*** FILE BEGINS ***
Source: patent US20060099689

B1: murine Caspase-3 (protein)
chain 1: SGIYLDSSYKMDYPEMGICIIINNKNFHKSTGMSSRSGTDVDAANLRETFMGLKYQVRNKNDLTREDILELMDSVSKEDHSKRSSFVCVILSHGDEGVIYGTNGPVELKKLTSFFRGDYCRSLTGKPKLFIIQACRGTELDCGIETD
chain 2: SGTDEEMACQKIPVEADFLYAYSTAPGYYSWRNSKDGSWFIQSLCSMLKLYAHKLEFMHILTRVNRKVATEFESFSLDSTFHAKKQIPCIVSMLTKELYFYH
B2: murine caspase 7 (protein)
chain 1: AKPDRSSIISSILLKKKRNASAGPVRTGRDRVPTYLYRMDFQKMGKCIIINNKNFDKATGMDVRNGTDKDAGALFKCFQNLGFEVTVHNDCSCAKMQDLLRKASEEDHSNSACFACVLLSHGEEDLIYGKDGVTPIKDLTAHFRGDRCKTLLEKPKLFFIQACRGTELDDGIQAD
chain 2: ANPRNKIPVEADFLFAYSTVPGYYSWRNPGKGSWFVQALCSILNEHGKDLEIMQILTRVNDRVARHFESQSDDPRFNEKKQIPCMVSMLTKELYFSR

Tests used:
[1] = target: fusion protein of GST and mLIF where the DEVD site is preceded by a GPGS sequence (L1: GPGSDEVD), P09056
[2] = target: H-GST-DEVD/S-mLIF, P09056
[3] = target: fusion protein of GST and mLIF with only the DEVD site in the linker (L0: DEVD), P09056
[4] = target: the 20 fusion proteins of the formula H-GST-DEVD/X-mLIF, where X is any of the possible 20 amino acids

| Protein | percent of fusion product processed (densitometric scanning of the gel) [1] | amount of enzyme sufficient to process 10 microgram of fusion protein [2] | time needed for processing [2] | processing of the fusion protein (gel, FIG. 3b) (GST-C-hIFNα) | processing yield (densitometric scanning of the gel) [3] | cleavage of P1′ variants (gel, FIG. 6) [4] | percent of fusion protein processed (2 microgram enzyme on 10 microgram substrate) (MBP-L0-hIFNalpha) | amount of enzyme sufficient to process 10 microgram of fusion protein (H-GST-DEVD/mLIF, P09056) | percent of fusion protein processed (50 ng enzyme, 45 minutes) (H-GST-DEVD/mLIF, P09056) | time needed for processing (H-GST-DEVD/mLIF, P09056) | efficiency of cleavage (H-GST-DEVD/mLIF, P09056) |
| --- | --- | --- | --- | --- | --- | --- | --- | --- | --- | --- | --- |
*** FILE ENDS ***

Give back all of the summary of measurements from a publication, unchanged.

Source: patent US20060099689

B1: murine Caspase-3 (protein)
chain 1: SGIYLDSSYKMDYPEMGICIIINNKNFHKSTGMSSRSGTDVDAANLRETFMGLKYQVRNKNDLTREDILELMDSVSKEDHSKRSSFVCVILSHGDEGVIYGTNGPVELKKLTSFFRGDYCRSLTGKPKLFIIQACRGTELDCGIETD
chain 2: SGTDEEMACQKIPVEADFLYAYSTAPGYYSWRNSKDGSWFIQSLCSMLKLYAHKLEFMHILTRVNRKVATEFESFSLDSTFHAKKQIPCIVSMLTKELYFYH
B2: murine caspase 7 (protein)
chain 1: AKPDRSSIISSILLKKKRNASAGPVRTGRDRVPTYLYRMDFQKMGKCIIINNKNFDKATGMDVRNGTDKDAGALFKCFQNLGFEVTVHNDCSCAKMQDLLRKASEEDHSNSACFACVLLSHGEEDLIYGKDGVTPIKDLTAHFRGDRCKTLLEKPKLFFIQACRGTELDDGIQAD
chain 2: ANPRNKIPVEADFLFAYSTVPGYYSWRNPGKGSWFVQALCSILNEHGKDLEIMQILTRVNDRVARHFESQSDDPRFNEKKQIPCMVSMLTKELYFSR

Tests used:
[1] = target: fusion protein of GST and mLIF where the DEVD site is preceded by a GPGS sequence (L1: GPGSDEVD), P09056
[2] = target: H-GST-DEVD/S-mLIF, P09056
[3] = target: fusion protein of GST and mLIF with only the DEVD site in the linker (L0: DEVD), P09056
[4] = target: the 20 fusion proteins of the formula H-GST-DEVD/X-mLIF, where X is any of the possible 20 amino acids

| Protein | percent of fusion product processed (densitometric scanning of the gel) [1] | amount of enzyme sufficient to process 10 microgram of fusion protein [2] | time needed for processing [2] | processing of the fusion protein (gel, FIG. 3b) (GST-C-hIFNα) | processing yield (densitometric scanning of the gel) [3] | cleavage of P1′ variants (gel, FIG. 6) [4] | percent of fusion protein processed (2 microgram enzyme on 10 microgram substrate) (MBP-L0-hIFNalpha) | amount of enzyme sufficient to process 10 microgram of fusion protein (H-GST-DEVD/mLIF, P09056) | percent of fusion protein processed (50 ng enzyme, 45 minutes) (H-GST-DEVD/mLIF, P09056) | time needed for processing (H-GST-DEVD/mLIF, P09056) | efficiency of cleavage (H-GST-DEVD/mLIF, P09056) |
| --- | --- | --- | --- | --- | --- | --- | --- | --- | --- | --- | --- |